Abel Nsa, Director and Head of the National Oil and Gas Excellence Center, representative of
Engr. Gbenga Komolafe, at NAICE 2023 with other delegates
West Africa is on the verge of becoming a major gas region, driven by Nigeria’s vast gas reserves and recent discoveries in Senegal and Mauritania, however, a significant portion of the population in the region still lacks access to electricity due to outdated and inadequate infrastructure, Engr. Gbenga Komolafe, Chief Executive, Nigerian Upstream Petroleum Regulatory Commission (NUPRC) has revealed.
Engr. Komolafe who was represented by Abel Nsa, Director and Head of the National Oil and Gas Excellence Center, in the Office of the CE, NUPRC, made this known in Lagos while delivering a keynote address at the Society of Petroleum Engineers’ Annual International Conference and Exhibition, while making a remark on the theme, “Balancing Energy Accessibility, Affordability, and Sustainability: Strategic Options for Africa.”
According to him the development of natural gas is well underway in several countries in West Africa, and many international companies are rapidly expanding their investments in African gas development projects.
Komolafe noted that as natural gas becomes monetized in Africa and in West Africa, the resources can also play a larger role in economic development, if leaders in the region show greater commitment to investment in the natural infrastructure for development of the gas molecule in the reserves.
He said, “Natural gas has been globally recognized as our transition fuel as it clearly offers a strategic competitive advantage to powering our continent sustainably through the creation of energy access for all in the short to- medium term.
The CCE further noted that despite being a gas-based region, Africa as a continent, still grapples with energy poverty and security, adding that about 60% of the populace lacks access to energy and clean cooking fuel, even as the global push for energy transition progress.
He said, “The energy sector in Nigeria and across Africa faces an existential challenge of the urgent need to transit from a fossil fuel dependent economy to a decarbonized economy.
“Millions of people in sub-Sharan Africa still live or are living without access to electricity while some only have access to very limited or unreliable electricity,” the CCE said.
Komolafe, therefore, emphasised that economic prosperity in Africa is deeply dependent on energy access and consumption. He also suggested that the leadership of the continent should look at how to address the old and insufficient infrastructure, to meet the growing energy demand of its vibrant young population.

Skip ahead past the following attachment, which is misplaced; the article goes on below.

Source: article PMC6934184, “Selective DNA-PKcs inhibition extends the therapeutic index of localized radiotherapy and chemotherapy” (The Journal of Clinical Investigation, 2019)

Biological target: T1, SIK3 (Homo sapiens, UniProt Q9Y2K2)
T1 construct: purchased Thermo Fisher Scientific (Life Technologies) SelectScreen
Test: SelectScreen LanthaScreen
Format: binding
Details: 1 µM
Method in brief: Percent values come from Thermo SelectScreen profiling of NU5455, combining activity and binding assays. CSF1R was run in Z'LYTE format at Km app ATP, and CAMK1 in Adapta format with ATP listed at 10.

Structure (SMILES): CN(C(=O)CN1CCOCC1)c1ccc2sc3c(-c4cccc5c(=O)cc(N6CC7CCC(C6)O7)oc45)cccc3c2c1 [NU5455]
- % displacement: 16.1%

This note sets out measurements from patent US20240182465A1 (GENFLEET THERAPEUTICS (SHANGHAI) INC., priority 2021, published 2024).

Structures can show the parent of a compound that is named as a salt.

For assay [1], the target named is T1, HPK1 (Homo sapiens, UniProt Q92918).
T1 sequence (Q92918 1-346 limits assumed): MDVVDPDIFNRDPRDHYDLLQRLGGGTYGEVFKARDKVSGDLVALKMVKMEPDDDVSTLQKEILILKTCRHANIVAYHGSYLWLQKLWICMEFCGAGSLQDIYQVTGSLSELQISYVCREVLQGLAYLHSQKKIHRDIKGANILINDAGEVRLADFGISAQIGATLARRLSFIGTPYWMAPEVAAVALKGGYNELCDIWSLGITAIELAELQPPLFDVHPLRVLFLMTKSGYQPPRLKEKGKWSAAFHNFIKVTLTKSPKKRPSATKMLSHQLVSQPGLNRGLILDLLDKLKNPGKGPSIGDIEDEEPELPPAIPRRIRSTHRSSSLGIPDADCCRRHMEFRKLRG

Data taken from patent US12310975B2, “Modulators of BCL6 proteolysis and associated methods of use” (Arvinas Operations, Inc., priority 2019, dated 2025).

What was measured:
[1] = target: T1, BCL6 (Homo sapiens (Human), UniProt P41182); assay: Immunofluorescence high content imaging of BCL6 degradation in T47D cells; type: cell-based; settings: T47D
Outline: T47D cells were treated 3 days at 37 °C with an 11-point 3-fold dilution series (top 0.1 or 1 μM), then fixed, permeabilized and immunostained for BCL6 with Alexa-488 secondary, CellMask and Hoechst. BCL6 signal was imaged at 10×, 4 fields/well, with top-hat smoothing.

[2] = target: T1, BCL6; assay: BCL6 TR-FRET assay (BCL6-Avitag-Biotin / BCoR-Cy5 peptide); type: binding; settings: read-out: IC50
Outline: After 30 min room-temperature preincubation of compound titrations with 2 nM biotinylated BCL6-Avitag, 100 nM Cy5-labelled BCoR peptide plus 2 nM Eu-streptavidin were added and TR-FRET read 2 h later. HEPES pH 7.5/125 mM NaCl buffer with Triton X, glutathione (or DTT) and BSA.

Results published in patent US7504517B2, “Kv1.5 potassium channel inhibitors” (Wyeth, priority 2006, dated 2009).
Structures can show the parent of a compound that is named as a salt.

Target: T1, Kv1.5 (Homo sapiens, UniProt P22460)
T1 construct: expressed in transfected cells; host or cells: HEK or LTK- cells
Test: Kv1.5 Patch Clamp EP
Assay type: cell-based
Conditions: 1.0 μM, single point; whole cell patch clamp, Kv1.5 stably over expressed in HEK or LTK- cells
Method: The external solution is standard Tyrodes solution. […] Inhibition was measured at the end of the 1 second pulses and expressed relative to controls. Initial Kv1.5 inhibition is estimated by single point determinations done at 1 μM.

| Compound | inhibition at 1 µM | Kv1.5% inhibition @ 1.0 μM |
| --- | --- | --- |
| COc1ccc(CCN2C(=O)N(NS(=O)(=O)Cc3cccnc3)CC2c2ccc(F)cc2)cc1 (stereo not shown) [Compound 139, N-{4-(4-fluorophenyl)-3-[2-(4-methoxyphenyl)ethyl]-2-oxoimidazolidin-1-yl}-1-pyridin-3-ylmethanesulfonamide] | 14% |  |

He added that the Petroleum Industry Act(PIA) has created the Midstream and Downstream Gas Infrastructure Fund (MDGIF), domiciled in the Authority – a key lever and enabler for de-risking investments in the midstream and downstream industries’ downstream gas value chain.
He said, “The MDGIF is to cater for the gap in gas infrastructure in many parts of the country and encourage local participation in gas-based industrialization aimed at deepening domestic gas utilisation.”
Speaking about the emission reduction and decarbonization strategies of the Federal Government, the Commission Chief Executive(CCE) further disclosed that the Authority has emplaced relevant regulatory frameworks (from the gazetted Regulations and Guidelines) for project monitoring to ensure emission reduction and decarbonization strategies embedded into all projects from conceptualization in alignment to Government’s commitment to a carbon-neutrality – Goal Zero targets by 2060, Fugitive/Greenhouse gases (GHG) reduction by 2031 and, in the same vein eliminating gas flaring by 2030.
“We are also actively exploring and facilitating technologies that enable cleaner processing of fossil fuels for mandatory adoption industry-wide.
“As the energy transition evolves, there is an opportunity to accelerate development across the gas value chain, providing a low-carbon bridge to a future of sustainable energy,” Komolafe said.
EnergyDay’s checks showed that Africa currently holds approximately 8 percent of the world’s proven reserves of natural gas and is responsible for a little over 5 percent of world gas production. Nigeria dominates the West Africa oil and gas upstream market due to a large number of upstream projects coming up in the country, and operators gaining confidence and increased production.
The NUPRC boss further stated that while environmental sustainability is majorly driving the energy transition, he however cautioned that the transition to a decarbonized system can only be successful if it simultaneously provides access to affordable energy, facilitates economic growth and development along with environmental sustainability.
He therefore emphasized that the energy is the most critical enabler and driver required to develop, sustain, and grow national, regional, and global economic activities in its entire spectrum.